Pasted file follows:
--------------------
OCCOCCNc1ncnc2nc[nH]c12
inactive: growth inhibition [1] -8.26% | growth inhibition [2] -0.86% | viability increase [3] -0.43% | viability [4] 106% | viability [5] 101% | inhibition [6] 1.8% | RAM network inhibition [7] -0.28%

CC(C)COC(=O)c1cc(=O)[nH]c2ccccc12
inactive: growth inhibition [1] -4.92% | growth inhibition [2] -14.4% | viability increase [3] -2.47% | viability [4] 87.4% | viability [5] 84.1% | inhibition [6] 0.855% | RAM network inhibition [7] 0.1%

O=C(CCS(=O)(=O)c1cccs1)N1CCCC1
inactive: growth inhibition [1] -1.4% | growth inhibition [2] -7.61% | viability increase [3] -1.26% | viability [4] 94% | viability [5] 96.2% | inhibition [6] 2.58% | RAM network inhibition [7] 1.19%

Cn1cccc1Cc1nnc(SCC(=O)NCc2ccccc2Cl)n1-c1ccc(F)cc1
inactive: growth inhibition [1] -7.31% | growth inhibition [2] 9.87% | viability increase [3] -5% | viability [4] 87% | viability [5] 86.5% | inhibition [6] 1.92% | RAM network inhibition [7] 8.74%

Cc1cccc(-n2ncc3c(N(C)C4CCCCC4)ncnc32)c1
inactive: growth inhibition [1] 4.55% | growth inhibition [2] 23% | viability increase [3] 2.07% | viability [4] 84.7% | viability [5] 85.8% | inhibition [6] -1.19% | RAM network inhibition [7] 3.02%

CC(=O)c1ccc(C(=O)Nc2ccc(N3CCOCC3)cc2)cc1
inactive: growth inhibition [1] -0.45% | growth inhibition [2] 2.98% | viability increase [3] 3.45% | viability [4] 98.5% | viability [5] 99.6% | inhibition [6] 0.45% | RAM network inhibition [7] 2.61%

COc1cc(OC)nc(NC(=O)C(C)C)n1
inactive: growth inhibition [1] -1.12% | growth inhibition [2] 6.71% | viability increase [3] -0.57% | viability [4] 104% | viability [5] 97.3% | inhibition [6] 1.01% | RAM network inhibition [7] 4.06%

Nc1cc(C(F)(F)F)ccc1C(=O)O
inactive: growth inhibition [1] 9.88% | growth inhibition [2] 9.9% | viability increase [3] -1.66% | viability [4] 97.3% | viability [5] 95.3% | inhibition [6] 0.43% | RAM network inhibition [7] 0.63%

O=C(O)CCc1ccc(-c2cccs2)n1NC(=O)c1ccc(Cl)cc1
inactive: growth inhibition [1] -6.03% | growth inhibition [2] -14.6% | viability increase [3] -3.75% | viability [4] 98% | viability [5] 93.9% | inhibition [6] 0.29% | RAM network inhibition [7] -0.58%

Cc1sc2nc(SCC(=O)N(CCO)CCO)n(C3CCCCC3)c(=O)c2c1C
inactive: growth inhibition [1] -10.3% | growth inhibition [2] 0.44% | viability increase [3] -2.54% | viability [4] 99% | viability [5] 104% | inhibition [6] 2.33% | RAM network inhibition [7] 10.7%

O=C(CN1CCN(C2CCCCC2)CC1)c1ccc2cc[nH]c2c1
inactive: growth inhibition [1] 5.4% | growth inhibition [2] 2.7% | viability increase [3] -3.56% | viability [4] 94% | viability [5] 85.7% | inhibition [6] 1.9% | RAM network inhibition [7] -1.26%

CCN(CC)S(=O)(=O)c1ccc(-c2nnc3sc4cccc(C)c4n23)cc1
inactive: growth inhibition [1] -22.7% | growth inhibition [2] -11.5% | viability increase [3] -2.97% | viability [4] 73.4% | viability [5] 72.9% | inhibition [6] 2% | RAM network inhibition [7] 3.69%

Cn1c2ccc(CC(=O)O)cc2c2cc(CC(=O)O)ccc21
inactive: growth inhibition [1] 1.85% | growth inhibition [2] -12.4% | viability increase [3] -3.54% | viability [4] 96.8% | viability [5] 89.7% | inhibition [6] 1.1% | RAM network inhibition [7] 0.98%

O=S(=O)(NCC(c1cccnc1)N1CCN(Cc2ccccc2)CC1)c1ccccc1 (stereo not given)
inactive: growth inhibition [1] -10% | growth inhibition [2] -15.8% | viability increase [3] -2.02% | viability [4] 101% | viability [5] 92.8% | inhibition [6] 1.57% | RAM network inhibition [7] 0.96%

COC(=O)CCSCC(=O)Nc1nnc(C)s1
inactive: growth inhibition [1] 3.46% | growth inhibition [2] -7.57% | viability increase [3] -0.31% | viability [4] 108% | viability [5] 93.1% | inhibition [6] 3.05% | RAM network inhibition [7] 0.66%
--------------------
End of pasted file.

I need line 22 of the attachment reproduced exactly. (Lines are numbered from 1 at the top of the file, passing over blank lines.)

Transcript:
inactive: growth inhibition [1] 5.4% | growth inhibition [2] 2.7% | viability increase [3] -3.56% | viability [4] 94% | viability [5] 85.7% | inhibition [6] 1.9% | RAM network inhibition [7] -1.26%